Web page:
No evidence of chronic wasting disease (CWD) was detected in Massachusetts deer based on data gathered during the 2004 hunting season. MassWildlife Deer Biologist Bill Woytek recently received results from a federally certified veterinary diagnostic laboratory that indicate that all the deer brain samples taken during last fall’s hunting season tested negative for the disease. During the fall 2004 deer hunting season, MassWildlife collected 294 heads from hunter and car killed deer across the state for CWD testing. This was the third year of sampling in Massachusetts as part of a nationwide CWD monitoring and surveillance program.
Chronic wasting disease is a fatal neurological disorder known to affect white-tailed deer, mule deer and elk. However, the World Health Organization has concluded that there is no evidence that people can become infected with CWD. Chronic wasting disease was first identified in 1978 and remained located in Colorado, Wyoming and Nebraska for about a decade. In the past several years, jurisdictions in which CWD was more recently found include: Illinois, Kansas, Minnesota, Montana, New Mexico, Oklahoma, South Dakota, Utah, Wisconsin; plus Alberta and Saskatchewan in Canada. On March 31, the New York Department of Environmental Conservation confirmed that an adult doe from a captive herd in Oneida County, New York tested positive for CWD. The CWD diagnosis in New York state is the first instance of the disease detected in the northeastern United States.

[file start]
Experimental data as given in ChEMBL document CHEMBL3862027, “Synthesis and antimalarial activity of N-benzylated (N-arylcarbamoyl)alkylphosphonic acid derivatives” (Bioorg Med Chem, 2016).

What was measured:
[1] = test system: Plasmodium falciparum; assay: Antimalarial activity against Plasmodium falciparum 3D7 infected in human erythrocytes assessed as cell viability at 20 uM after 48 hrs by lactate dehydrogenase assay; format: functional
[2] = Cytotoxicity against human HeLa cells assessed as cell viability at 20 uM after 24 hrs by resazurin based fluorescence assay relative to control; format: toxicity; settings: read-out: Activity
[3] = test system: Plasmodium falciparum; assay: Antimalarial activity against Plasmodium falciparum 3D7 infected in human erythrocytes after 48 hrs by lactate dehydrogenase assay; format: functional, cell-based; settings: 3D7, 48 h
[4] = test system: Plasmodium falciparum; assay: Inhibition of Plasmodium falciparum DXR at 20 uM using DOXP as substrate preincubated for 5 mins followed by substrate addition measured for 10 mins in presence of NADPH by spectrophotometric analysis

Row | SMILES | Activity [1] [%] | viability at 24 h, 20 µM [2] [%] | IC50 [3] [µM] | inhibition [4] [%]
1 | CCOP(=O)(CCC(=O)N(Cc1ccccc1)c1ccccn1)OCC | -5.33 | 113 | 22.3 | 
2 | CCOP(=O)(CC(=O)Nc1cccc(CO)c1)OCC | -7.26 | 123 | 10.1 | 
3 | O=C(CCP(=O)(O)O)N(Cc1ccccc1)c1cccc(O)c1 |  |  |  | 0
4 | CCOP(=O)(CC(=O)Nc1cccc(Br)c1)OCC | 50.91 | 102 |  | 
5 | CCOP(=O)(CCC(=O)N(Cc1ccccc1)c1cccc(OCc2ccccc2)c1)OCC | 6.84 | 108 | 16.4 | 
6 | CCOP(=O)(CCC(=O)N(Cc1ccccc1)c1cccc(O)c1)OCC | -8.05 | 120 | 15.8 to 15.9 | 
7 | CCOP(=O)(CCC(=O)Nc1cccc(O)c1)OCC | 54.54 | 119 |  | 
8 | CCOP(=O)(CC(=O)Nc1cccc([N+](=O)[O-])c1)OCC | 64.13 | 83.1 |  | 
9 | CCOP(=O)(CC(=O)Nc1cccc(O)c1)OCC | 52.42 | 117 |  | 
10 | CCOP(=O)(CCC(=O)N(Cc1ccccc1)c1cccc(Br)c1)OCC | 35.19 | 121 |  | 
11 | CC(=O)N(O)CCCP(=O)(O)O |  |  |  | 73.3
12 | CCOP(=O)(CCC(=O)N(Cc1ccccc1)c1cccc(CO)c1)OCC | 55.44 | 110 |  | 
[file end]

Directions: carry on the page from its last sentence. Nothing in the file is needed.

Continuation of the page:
While research continues, current information suggests that CWD is most likely transmitted by an abnormal protein present in the nervous system and lymphatic tissue of infected animals. These abnormal proteins are very stable and may persist in the environment for long periods, posing a risk to animals that come into contact with them.
As responsible stewards for all native wildlife in the state, MassWildlife has implemented strong regulations to prevent the disease from entering our borders and affecting the health of both our wild and captive deer populations. MassWildlife joined with other northeastern states to prohibit the importation of all species of live deer as a precautionary measure to prevent the spread of CWD into wild or farm-raised deer. The importation prohibition is still in effect and applies to European red deer, sika deer, fallow deer and reindeer, all species commonly raised commercially.
“By banning the import of live deer into Massachusetts, we reduce the risk of Chronic Wasting Disease entering the state and help prevent our wild deer population from being exposed to this deadly threat,” states MassWildlife Deer Project Leader Bill Woytek. “We are in a strong position in Massachusetts because ten years ago, the Fisheries & Wildlife Board passed restrictive regulations regarding deer farming. Deer farming, with less than 20 farms across the state, is a limited venture in Massachusetts, particularly since possession and importation of white tail deer and elk on these farms is prohibited. As CWD research and surveillance continues, we will be able to further investigate and implement ways of preventing the spread of CWD into Massachusetts. ”
For information regarding CWD and actions taken by MassWildlife against this disease, click the Wildlife button at www.mass.gov/masswildlife. For national CWD information, click on the Chronic Wasting Disease Alliance website at www.cwd-info.org.